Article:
‘It feels like the progress is getting reversed’: how fashion fell out of love with curves – The Guardian
Sometimes fashion is about clothes, but sometimes it is really about bodies. The Council of Fashion Designers of America awards are the highest honours awarded to US fashion designers, so you would expect the star-studded New York gala to be a showcase for extraordinary clothes. But last week the red carpet was won not by a dress, but by a body. Uncut Gems actor Julia Fox wore a cutout dress that was mostly cutout, with a side order of dress. Baring Fox from her breastbone to her thighs, it revealed a black bikini and highlighted a carved-out, rock-hard midsection, visible ribs and sinewy glutes. Her slender body, not the dress, was the outfit.
The standout trend at this season’s catwalk shows was the flat stomach. At Fendi, ribs were visible under tissue-thin knitwear tucked into cargo pants that hung below the models’ hipbones. At Versace there was a long plane of taut bare flesh between the bumster-style waistband on a pair of jeans and the tiny bra top. Second-skin catsuits came in black lace at Burberry and crystal mesh at Stella McCartney. All of these were worn on the catwalk by models with the low body fat necessary for bones, cavities and ridges of muscle to be clearly visible.
The funny thing is that catwalk models are not actually getting skinnier. The fashion search engine Tagwalk crunched the numbers, and found that out of 247 fashion shows this season, 90 included “curve” (plus-size) models, up from 62 the previous season. That 64% of brands still employ only the traditional super-slender body type on their catwalk is slow progress, but the trajectory is curving in the right direction.
So why does it feel as if fashion is bringing size zero back? The statistics above do not differentiate between obscure designers who embrace diverse casting but whose shows get little attention, and megabrands that monopolise fashion’s bandwidth with glitzy gowns on supermodel bodies. What’s more, the revival of Y2K dressing – low-rise trousers, bra tops, corsets, teeny-tiny miniskirts – puts bodies under blatant scrutiny, whereas for a while they were veiled by a trend for long, loose dresses and oversized knitwear. One of the standout moments of the fashion season was at Coperni, where Bella Hadid stood virtually naked for nine minutes while a dress was created on her body using spray-on fabric. The stated message of the stunt was to celebrate the sustainable credentials of Fabrican, which uses upcycled material and a compressed production process to drastically reduce the environmental impact of fabric production. But it also felt like a showcase for Hadid’s flashlight hipbones. She was, undoubtedly, the supermodel with the most main-character-energy this catwalk season.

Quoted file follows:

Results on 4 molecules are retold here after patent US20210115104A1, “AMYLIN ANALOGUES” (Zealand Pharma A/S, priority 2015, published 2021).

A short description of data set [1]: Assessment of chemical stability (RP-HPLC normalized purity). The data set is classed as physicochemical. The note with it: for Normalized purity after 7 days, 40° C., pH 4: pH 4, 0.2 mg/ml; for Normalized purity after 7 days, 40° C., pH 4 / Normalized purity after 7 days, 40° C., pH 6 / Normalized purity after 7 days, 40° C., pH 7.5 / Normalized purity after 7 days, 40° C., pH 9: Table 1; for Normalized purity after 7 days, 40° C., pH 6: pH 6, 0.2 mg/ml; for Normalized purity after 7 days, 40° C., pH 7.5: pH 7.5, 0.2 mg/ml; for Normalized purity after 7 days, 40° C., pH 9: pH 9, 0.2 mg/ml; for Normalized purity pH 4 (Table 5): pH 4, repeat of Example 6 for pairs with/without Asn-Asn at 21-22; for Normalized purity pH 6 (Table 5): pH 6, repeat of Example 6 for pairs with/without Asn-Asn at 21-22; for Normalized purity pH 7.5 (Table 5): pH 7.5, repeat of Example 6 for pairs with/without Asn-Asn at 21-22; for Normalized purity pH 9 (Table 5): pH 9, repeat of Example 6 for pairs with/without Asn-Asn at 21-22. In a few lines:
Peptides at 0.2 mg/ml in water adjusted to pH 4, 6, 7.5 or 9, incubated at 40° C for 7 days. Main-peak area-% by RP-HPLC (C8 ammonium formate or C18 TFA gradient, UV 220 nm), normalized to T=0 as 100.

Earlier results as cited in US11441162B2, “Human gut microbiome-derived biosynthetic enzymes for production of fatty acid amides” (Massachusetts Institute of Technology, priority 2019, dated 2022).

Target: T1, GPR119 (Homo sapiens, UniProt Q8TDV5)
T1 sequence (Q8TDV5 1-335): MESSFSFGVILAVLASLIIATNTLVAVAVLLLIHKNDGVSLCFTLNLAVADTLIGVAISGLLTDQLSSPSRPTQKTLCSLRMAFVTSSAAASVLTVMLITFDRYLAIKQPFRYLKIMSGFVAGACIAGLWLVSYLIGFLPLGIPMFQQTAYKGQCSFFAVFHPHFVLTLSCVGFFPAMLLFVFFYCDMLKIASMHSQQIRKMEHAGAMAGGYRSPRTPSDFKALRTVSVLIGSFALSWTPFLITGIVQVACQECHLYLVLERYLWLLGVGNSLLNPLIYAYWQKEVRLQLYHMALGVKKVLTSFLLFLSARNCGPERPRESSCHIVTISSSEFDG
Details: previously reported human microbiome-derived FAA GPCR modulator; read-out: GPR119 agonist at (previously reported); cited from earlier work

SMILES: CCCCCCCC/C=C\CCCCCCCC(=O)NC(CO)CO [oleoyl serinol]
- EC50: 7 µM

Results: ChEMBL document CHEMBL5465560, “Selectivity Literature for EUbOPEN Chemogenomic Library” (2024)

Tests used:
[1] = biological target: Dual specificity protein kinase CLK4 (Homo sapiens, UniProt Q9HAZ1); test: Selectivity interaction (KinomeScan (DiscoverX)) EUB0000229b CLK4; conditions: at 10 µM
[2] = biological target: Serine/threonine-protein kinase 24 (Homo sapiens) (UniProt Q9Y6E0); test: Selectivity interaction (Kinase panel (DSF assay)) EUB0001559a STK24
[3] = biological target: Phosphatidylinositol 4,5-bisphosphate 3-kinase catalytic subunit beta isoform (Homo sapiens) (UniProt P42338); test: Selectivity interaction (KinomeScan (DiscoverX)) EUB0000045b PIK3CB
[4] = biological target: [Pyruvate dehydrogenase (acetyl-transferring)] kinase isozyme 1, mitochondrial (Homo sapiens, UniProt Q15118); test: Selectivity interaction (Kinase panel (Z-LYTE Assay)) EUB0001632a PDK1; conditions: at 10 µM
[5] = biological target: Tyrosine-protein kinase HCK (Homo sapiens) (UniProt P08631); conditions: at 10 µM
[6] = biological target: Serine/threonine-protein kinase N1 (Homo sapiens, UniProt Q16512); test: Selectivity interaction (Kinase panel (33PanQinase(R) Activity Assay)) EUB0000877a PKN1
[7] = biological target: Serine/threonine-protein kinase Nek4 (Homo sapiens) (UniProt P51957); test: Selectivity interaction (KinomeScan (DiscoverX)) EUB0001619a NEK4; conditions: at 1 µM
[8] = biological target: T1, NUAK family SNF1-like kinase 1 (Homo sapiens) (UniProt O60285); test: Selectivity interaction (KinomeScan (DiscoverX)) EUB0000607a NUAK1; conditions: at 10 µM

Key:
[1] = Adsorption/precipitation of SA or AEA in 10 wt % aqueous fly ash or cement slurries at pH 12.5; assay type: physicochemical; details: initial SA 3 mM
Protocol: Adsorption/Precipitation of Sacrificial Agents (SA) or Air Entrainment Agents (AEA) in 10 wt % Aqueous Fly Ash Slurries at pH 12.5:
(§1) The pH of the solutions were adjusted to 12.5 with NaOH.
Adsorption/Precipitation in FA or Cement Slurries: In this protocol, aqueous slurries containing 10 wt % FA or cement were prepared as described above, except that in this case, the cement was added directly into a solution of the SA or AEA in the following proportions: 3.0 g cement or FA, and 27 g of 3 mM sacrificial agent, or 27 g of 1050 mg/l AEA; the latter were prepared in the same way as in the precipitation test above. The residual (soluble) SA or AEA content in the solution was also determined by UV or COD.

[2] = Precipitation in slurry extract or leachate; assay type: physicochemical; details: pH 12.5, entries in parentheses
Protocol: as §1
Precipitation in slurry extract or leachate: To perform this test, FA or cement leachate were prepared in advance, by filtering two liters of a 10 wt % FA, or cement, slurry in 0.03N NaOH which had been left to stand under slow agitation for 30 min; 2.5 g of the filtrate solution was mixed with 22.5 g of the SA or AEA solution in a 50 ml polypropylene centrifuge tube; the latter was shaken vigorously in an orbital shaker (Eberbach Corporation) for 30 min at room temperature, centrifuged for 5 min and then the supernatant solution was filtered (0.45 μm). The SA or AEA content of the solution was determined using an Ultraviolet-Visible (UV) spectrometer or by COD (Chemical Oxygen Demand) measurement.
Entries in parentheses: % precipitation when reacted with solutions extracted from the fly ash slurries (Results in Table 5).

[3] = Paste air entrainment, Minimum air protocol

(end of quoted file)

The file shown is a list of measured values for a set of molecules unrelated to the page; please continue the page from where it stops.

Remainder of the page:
The return of size zero is bigger than fashion. This year’s Met Gala will be remembered as the one where Kim Kardashian lost 16lb to fit into Marilyn Monroe’s dress, her dramatic weight loss dominating headlines after the event. In 2023, the Met Gala will honour the late Karl Lagerfeld, who famously called Adele “a little too fat” and dismissed those who criticised fashion’s thin-obsession as “fat mothers with their bags of chips sitting in front of the television”. It remains to be seen whether gala boss Anna Wintour – who in 1998 suggested to Oprah that she lose 20lb before her Vogue cover shoot – will address his fatphobia. The New York Post recently reported on Kardashian’s weight loss, the increased demand for pilates classes and the controversial weight-loss drug Ozempic in an article headlined “Bye-bye booty: heroin chic is back”.